[david] a king who got his start as a mere shepherd boy. a boy who defeated the giant goliath with a rough stone and sling. the boy who grew into a man who made the mistake of sleeping with bathsheba, killing her husband and tangling himself up in a web of lies. david, a pretty messy man, but who, in his brokenness and sin, penned many of the psalms that sum up our own internal struggles today. david an earthly king who was called  “a man after God’s own heart.” 


are you kidding me? none of these men of faith had pristine backgrounds or perfect track records. not one of them would have been voted as "most likely to succeed" in their senior year of high school. in fact, they probably wouldn't have been voted on for anything. the list of their mistakes and problems is egregious. and the list of people God uses in the bible that are just like them is even greater. God loves to use the sinner for His purposes of salvation. that is the story of the bible in its essence—God bringing redemption in a rogue world overflowing with rebellious people. and it's good news for us today! the only perfect, sinless person to walk this earth was His own son, Jesus. the rest of us … well, forget about it. none of us are without blemish and blame. and yet God in His goodness rescues us and offers to replace our ugliness with His beautiful work of redemption. and, regardless our track record, He gives us the gift of freedom in Him. not because we deserve it, but because He has decreed it. He is God.


my hope is not placed with a candidate on the ballot, it is with Christ who died on the cross for my sins. my security doesn’t rest in the one who ultimately sits in the oval office, but is resolute in the One who sits Holy on His throne in heaven. yes, the election matters. it matters deeply, but, loved ones, take heart: God is in control. He will use the broken person He allows to be called president. 


what’s more, we don’t have to fear it. our days will not be one more or one less than what God has ordained and written in His book. clearly, fear is running rampant in our country right now. gosh, so much of what i’m hearing feels desperate. but let our desperation, dear ones, lead us not to scrutinize the candidates, but let it first lead us to the scrutiny of our own hearts. this world will come to a crashing end and not because of any president’s poor decisions but because of our Holy God’s promise. 


our rescue won’t come in making our country “right.” i'm afraid no man or woman in office can make it so. rescue comes when we become right with God. not perfect, not sinless, but right.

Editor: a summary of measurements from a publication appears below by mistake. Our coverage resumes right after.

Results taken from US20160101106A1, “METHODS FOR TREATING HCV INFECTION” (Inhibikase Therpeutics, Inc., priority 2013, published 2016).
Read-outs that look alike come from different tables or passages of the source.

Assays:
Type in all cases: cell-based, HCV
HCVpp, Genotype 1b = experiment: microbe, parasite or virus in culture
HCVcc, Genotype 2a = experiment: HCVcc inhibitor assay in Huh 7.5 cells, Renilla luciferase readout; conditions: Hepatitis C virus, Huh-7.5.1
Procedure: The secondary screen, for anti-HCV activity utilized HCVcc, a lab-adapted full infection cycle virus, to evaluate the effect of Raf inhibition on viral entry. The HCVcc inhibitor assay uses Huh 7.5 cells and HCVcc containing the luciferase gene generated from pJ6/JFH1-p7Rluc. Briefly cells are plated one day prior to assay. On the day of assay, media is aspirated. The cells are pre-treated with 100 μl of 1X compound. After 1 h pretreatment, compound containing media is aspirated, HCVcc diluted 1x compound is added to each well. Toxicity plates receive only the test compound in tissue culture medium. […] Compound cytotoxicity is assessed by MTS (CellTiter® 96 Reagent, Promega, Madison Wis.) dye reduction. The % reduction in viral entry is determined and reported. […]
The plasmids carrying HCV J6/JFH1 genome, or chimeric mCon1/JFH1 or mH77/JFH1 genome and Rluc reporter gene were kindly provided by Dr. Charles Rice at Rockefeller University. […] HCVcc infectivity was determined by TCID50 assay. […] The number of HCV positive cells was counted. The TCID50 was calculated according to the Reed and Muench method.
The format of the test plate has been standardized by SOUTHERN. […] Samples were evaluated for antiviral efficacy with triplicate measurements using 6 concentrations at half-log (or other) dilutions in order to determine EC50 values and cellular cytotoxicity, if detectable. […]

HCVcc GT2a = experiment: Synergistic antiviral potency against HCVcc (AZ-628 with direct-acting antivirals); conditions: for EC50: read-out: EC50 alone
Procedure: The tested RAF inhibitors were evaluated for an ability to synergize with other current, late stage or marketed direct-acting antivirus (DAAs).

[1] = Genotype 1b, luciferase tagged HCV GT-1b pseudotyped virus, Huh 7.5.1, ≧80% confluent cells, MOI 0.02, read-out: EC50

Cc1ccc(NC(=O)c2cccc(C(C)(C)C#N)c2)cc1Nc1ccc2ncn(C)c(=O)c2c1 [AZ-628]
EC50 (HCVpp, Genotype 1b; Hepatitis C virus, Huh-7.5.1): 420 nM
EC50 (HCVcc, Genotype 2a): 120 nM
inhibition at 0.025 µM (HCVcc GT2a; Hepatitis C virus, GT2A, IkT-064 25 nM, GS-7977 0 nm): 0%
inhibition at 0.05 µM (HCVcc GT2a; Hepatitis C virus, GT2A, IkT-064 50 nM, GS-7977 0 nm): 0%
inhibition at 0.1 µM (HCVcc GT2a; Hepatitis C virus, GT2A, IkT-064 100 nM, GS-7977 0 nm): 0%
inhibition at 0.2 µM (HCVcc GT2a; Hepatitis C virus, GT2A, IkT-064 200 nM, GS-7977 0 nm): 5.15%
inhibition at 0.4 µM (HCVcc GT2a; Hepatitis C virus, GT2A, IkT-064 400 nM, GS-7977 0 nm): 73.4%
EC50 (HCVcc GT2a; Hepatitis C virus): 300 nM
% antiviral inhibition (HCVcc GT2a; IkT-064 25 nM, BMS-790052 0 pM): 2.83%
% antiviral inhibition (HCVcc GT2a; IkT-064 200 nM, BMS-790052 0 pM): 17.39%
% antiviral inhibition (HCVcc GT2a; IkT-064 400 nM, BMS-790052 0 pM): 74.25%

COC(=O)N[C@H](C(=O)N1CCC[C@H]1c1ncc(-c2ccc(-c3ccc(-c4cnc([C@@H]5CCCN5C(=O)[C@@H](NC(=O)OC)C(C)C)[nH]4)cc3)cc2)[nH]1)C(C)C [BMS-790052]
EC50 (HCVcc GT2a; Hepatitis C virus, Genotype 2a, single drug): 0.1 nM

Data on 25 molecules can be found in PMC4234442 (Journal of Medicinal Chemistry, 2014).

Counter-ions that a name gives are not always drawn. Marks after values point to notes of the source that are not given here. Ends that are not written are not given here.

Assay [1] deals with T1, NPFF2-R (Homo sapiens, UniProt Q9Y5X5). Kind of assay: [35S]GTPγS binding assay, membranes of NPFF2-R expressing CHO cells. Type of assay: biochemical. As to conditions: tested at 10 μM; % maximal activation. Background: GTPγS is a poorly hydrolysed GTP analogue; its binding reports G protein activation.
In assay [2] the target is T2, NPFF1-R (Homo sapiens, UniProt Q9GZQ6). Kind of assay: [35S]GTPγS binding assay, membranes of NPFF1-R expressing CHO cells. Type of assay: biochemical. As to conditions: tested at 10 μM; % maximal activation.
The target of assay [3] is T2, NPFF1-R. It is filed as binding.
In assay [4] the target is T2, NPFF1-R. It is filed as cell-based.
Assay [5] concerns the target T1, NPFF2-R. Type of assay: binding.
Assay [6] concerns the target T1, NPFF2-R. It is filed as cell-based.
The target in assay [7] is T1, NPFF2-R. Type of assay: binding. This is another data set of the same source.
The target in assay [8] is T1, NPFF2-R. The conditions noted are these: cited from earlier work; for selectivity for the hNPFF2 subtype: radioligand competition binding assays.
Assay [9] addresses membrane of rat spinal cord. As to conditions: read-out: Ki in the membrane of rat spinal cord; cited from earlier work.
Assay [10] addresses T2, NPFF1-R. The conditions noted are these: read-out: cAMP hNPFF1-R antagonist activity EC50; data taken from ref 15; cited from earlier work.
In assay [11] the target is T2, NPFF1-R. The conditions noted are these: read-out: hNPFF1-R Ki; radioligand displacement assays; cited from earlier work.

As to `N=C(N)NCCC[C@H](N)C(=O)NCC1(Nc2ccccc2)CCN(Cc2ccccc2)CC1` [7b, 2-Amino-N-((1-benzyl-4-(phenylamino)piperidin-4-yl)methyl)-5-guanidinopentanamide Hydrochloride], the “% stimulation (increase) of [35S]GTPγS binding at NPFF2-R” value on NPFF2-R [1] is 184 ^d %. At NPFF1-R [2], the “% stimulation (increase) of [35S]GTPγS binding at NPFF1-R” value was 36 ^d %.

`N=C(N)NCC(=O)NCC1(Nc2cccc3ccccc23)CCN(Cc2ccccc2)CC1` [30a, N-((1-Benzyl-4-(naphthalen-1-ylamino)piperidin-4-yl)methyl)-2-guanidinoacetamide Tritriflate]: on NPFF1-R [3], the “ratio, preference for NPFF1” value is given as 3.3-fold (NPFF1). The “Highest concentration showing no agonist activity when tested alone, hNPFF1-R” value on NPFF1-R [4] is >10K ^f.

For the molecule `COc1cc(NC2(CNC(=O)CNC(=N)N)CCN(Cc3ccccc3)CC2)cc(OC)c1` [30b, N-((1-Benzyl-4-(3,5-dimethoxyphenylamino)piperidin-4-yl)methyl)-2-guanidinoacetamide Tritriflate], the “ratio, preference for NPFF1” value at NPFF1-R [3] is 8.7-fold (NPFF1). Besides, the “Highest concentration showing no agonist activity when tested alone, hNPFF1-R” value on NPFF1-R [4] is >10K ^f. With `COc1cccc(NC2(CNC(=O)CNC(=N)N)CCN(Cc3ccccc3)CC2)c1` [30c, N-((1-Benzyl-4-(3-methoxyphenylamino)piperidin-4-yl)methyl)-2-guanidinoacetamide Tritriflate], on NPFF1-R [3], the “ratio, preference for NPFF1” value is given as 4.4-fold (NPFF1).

i will vote for donald trump in this election. and, again, not because i like how he always conducts himself or communicates. in my opinion, he can be unpleasant, even unpalatable. if you aren’t a trump fan, gosh, i get it. he has made some major mistakes. he offends and he frustrates. but after spending time digging deeper into what is behind this man and his crass exterior, i have arrived at a peace because it is not about him. my research has led me to feel confident that he is surrounding himself with people who are, by no means perfect, but humbly pursuing more biblical values. and, at the end of the day,  these are the values which matter most to me. 


that doesn’t mean i don’t see the unsightly chinks in his armor, friends. no need to give me a long list of his faults and unseemly behaviors. i promise, i’ve done my research, i’ve listened to both sides, i know what they are.  i know i am not voting for a perfect president, i am resting in the fact that my perfect God uses imperfect people to accomplish His plan and His glory. 


i’m pretty sure the people of israel also found great fault with moses as he led them out of egypt and david as he ruled them from his throne in jerusalem. our hope is not--and has never beenin mere man, but in the Maker of all men.


maybe you aren't worried about what the bible has to say. and if that's the case, i'm quite sure what i've written here is nothing but nonsense to you. if you aren't following God why would His Word shape your views? it wouldn't. it won't. it can't. the two go hand-in-hand. if you follow God, you follow His Word. if you follow His Word, it is because you are following God. outside of that, all bets are off. i couldn't agree more--none of this can make a bit of sense if that's not the case. even the bible says "the message of the cross is foolishness" to those who don't believe. (1 corinthians 1:18).


i haven't ever been very vocal about my voting choices or my politics partly because i don't want to turn off or away those who people who think differently. i want my friends and family on all sides of the issues to know i'm squarely in their corner. even if we don't line up on who we follow or what we believe, it doesn't change my love for them … not even my respect. in a spirit of humility, i'll say it once and i'll it a thousand times: as a Christ follower i care far more who you LIVE FOR than who you choose to VOTE FOR.  making the God of heaven known to you is far more important to me than making known the man of earth for whom i will vote. 


if you've read this this far, thank you. thank you for giving me a chance to express my thoughts and share my feelings. i want to assure you, whatever you choose to do on election day, i will not sit in judgment of you and i have no animosity toward you. none whatsoever.